Harry - So kind of forget the ingredients book, start from scratch and kind of go back to cooking at its core. You figure out what the guidelines are.

Ryan - Yeah. Nigel Slater once said that a recipe you should cook once or twice, and then you should go off on your own because if you get the basis in, you then realize what works for you. You know, both me and you standing here now have different tastes. So how can a recipe fit that? So you get that core and then suddenly you've got the basis, just don't swap out the miso. And now just about to add a little bit of soy sauce and a little bit of pepper. So that's three types of umami already, and it's not like we've used anything that unusual, smashing it down there just to really get those flavours in. And so we're gonna be moving onto this green chilli vinegar. And that again is playing into so many of our other senses and it starts by chopping some coriander, parsley and mint.

Harry - In goes the chilli.

Ryan - I'm gonna get this into a ball now. And now the favourite part here is we're going to use really cheap malt vinegar. So we've got all those herbs. We've got that vinegar.

Harry - In they go.

Ryan - And I'm going in, we're using lots of it here. And I think we should serve this up.

Harry - I think we should serve it up Ryan. Great idea.

Ryan - We should, but I'm gonna give you one warning. When we tested it, there was a lady who had COVID and her housemate didn't. She loved this dish and her housemate said it was so strong that it nearly blew her head off. <laugh>. Now the thing for me is I love flavour. I love powerful, real, amazing flavour packed food. So I hope you can handle it.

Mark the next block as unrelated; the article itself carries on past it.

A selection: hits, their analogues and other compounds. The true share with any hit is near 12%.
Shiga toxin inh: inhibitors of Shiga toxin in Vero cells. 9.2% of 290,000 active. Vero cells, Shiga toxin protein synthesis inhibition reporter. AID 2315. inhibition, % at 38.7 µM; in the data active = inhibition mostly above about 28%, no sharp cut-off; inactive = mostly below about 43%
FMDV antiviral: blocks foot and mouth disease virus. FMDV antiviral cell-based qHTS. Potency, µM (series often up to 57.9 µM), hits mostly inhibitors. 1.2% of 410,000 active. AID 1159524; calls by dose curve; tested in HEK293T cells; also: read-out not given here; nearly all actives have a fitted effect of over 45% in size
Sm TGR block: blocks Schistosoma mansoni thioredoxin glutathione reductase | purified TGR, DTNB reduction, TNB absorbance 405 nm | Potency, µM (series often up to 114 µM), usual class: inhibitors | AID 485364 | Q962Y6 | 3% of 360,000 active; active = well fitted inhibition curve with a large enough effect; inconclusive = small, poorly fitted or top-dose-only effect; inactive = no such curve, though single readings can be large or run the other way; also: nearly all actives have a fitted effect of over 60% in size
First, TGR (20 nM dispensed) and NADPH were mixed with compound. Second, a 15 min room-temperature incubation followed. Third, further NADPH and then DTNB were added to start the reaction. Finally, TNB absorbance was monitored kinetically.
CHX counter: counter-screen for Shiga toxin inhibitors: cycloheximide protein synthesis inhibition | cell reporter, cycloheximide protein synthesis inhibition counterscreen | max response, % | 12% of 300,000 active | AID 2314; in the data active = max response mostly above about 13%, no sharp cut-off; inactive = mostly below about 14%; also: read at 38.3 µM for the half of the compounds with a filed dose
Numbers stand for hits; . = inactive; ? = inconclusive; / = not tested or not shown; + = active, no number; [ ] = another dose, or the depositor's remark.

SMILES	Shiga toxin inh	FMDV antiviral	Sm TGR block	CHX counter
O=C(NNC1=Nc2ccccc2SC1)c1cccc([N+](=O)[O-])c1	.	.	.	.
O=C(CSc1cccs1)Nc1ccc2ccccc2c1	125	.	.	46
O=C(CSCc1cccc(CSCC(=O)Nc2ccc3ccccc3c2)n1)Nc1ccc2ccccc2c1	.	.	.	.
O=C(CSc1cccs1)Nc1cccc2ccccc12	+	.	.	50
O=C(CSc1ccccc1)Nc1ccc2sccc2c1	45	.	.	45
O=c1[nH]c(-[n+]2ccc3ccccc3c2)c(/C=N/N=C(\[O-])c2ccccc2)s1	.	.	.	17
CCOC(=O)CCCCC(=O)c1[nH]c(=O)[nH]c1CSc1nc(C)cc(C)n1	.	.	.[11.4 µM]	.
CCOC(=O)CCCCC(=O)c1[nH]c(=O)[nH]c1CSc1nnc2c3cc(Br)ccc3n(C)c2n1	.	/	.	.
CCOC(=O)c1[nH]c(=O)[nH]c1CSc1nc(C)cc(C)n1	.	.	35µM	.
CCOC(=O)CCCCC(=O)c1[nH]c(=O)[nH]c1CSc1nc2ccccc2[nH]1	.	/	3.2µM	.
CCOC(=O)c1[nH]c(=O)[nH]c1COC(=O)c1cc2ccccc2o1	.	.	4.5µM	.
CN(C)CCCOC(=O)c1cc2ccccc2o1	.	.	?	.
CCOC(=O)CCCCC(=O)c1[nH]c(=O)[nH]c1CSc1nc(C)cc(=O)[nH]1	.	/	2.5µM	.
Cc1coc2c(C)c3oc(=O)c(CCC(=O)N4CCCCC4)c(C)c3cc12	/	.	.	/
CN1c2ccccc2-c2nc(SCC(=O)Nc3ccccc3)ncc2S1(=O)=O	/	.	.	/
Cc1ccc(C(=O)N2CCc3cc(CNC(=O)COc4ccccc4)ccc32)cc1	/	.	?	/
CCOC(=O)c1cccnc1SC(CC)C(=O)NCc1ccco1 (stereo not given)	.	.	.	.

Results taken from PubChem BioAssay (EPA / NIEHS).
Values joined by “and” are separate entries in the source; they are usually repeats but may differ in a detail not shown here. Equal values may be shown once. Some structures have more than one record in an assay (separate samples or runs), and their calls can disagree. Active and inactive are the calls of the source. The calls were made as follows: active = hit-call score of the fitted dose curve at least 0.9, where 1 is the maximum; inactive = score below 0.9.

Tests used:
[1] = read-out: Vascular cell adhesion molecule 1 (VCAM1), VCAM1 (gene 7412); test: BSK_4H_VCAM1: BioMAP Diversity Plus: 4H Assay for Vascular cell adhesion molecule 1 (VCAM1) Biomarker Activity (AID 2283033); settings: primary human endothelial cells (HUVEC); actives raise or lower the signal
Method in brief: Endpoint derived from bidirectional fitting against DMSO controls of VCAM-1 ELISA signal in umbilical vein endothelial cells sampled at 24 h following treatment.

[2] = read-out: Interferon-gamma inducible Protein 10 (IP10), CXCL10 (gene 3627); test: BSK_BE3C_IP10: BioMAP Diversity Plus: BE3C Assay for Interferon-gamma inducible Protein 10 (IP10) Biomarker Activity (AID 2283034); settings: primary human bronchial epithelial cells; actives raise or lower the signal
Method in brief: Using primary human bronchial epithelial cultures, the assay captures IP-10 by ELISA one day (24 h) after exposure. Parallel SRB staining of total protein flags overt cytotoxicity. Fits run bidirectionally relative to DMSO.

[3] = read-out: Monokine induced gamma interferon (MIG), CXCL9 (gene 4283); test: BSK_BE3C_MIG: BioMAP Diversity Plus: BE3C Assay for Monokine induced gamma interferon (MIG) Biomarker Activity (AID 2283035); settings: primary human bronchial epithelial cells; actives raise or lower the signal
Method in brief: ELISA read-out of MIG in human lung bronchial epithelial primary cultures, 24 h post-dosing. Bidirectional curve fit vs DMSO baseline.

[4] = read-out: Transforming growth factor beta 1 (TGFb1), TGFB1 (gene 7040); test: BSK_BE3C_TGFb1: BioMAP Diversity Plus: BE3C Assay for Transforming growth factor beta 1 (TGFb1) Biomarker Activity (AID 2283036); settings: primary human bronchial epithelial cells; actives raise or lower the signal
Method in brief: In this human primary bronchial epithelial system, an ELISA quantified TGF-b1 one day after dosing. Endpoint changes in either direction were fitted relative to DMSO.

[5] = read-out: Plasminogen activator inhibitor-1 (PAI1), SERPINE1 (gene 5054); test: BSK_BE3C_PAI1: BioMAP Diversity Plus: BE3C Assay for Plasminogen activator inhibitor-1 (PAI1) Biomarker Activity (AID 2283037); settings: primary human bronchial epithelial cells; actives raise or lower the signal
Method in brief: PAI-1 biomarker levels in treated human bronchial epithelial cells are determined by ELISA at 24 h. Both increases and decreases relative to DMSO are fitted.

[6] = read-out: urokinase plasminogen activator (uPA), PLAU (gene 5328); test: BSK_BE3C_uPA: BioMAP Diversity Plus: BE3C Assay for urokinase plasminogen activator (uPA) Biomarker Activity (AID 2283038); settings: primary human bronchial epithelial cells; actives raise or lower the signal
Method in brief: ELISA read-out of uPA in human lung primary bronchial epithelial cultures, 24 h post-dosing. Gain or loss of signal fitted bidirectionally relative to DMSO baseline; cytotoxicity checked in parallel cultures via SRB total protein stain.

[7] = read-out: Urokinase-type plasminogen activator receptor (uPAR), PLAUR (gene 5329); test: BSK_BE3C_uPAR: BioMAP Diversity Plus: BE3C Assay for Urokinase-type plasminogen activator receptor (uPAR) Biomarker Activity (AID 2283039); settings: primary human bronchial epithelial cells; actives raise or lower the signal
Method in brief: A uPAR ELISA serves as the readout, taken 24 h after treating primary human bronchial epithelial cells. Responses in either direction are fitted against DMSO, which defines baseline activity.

Harry - I can't think of a time that I've ever tasted malt vinegar in that way. And in that manner.

Ryan - It adds to it. It's not just the seasoning of the potato. Yeah. It really brings together the whole dish. It has a new dimension.

Harry - It is that malt vinegar slightly different, but it hits the palette really strong at the beginning, but that flavour lasts. And I don't, I don't think that's too much that hasn't blown my head off. I'm gonna go in for more.

Ryan - It has blown your mind, right?

Harry - It's blown my mind. I mean, it really was powerful. The team at life kitchen had put together a book of simple recipes designed around those who are burdened with parosmia, but live in the usual fast paced lifestyle that we're all used to. It's called taste and flavour, and it's free for all those who need it. You can download a digital copy online, which will also help fill you in on what's happening to your sense of smell and taste. Armed with this compact little recipe book, I went back to Claire and asked her to give one of the recipes a go for me.

Claire - So I tried the cherry and almond tartlets.

Harry - And we were chatting over text and it was because you fancied something sweet, didn't you?

Claire - Yes. Yeah, yeah.

Harry - And how did it work out?

Claire - So I mean, I guess the recipe was really sort of easy to make. The only thing I would say, I got the slightest hint of taste with the cherry. Yeah. While the syrup was cooking, I could sort of smell a little bit, you know, I could smell the orange coming out in it and I thought, oh, this looked quite good. But, yeah, the finished product, I could just taste a bit of the cherry, in the sort of, in the tart. But yeah, I mean, I didn't let it put me off and certainly I'm gonna try the lemon and zaa'tar feta twists I think. So I'm gonna have a go at them this weekend, but my other half said it was really tasty, so it didn't really help.

Harry - Maybe it didn't work out for Claire on this occasion, but that's okay too. As Ryan mentioned, we all have unique differences when it comes to our sense of smell and our sense of taste. Claire did tell me that she's not deterred, she's buying the ingredients for the corn soup and potato dish that I'm so fond of. And I think her honesty throughout this process has been fantastic because if you're suffering from a similar condition, you'll know probably all too well, it doesn't always work out on the first go, but it might on the next.